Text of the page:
None of us who have actually experienced Lawrence as students could ever have cared for the college more lovingly or creatively or fruitfully – or lastingly – than this person who embraced Lawrence as his own 27 years ago and has been embraced by Lawrentians ever since. Rik has cared for the people who are Lawrence past and present, and for the college’s buildings and grounds down to the last scrap of paper on the lawn. In national forums he has been a prominent and essential articulator of the value of a liberal arts education – a message that gets lost if people are not constantly reminded.Until a year and a half ago, when I moved to Appleton, I commuted to Lawrence from Washington, D.C., for trustees’ meetings. Washington is heavily populated by Lawrentians, and rarely did I run into one who didn’t ask with great interest and concern, “How’s Rik?” I’m sure that sense of connection continues today. In all those years I also was Rik and Margot’s houseguest when I came here for meetings (they said I had a permanent invitation and early on I began to believe them), and thus our long friendship began and flourished. That friendship is the greatest treasure, to me, of Rik and Margot’s association with Lawrence.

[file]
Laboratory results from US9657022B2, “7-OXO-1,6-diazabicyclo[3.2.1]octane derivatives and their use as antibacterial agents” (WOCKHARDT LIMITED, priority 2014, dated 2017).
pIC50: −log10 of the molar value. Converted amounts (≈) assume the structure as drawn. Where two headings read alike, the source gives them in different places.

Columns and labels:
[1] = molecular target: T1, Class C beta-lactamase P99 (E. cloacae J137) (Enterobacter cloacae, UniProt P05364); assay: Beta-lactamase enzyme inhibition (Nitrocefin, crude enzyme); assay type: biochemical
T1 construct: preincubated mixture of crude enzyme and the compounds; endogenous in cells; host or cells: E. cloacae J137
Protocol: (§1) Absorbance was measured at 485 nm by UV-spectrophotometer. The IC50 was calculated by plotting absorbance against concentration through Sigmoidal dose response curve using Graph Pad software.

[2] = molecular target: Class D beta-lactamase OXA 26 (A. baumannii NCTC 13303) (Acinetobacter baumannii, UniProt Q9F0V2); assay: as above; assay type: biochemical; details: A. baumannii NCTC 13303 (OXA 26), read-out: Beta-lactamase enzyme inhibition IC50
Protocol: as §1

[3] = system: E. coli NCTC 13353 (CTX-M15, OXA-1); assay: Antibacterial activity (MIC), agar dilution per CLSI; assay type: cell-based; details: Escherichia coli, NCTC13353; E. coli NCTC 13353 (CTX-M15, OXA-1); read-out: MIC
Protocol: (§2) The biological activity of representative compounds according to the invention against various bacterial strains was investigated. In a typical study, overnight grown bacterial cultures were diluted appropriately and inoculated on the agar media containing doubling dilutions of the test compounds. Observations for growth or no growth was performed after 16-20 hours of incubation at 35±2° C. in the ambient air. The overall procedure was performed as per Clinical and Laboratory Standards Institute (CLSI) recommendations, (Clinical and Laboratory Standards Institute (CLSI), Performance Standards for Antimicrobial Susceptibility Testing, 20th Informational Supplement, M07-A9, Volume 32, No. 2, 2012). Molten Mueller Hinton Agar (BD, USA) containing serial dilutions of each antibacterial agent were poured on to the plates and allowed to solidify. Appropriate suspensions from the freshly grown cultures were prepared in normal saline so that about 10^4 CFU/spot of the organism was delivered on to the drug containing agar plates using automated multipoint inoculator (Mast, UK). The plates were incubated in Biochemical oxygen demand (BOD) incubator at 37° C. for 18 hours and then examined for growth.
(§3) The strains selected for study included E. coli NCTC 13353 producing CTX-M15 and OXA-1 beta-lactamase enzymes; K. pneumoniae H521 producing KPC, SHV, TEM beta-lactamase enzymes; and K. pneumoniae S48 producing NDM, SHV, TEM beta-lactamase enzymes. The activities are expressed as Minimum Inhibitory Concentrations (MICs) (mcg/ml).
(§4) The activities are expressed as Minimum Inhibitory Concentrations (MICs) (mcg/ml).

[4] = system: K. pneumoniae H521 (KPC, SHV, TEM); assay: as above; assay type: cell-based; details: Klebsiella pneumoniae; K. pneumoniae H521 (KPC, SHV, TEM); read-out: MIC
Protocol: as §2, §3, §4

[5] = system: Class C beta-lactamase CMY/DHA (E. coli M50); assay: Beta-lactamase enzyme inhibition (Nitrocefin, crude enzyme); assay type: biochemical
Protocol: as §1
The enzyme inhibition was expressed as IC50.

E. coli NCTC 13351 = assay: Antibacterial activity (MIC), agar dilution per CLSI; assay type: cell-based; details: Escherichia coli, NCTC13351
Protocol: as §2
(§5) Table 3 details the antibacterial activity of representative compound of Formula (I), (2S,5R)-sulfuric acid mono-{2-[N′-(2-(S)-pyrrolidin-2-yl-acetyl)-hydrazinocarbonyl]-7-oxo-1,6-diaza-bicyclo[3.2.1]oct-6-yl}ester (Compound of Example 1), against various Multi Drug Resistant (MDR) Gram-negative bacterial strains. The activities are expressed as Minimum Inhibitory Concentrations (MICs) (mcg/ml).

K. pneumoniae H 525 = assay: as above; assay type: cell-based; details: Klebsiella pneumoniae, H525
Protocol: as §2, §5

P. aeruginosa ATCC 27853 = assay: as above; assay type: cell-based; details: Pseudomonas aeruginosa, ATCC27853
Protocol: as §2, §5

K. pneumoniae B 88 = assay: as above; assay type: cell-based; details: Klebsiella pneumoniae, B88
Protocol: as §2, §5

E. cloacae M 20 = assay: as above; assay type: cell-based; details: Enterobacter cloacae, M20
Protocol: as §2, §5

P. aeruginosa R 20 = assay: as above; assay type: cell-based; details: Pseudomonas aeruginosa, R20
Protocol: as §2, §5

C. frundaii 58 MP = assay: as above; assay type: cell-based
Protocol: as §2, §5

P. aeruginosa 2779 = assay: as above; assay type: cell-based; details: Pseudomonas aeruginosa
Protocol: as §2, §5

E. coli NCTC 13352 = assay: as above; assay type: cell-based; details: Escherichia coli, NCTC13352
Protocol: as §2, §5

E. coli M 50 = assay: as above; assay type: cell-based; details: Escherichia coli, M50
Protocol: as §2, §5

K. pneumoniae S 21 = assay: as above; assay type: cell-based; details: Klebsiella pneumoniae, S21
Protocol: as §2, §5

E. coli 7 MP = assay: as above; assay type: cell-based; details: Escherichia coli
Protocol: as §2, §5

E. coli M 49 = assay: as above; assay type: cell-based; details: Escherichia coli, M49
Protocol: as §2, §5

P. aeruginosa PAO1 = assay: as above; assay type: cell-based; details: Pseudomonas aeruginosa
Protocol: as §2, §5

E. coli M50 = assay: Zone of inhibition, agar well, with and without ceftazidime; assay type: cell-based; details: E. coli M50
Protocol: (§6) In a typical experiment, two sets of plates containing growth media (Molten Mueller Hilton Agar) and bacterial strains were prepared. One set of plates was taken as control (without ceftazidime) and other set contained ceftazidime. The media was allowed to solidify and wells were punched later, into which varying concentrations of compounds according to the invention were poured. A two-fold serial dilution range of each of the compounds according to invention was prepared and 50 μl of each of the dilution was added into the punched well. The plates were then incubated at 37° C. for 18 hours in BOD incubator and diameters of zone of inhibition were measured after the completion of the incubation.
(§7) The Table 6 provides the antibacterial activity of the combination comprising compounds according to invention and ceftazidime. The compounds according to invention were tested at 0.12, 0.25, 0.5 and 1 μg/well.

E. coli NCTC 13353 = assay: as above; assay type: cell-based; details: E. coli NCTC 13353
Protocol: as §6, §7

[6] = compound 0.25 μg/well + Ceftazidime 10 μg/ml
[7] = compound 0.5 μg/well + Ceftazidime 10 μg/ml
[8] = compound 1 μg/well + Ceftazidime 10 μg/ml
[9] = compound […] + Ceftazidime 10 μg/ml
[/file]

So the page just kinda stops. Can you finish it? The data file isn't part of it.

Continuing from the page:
Perhaps my last thought here really should have appeared first. The presence, both thoughtful and effervescent, of Margot Warch in the college’s life is one very large part of what Rik has lent to Lawrence that all of us have appreciated deeply but expressed too rarely. She has brought great intelligence and sparkle and affection to Lawrence and Lawrentians of all generations. What a gift!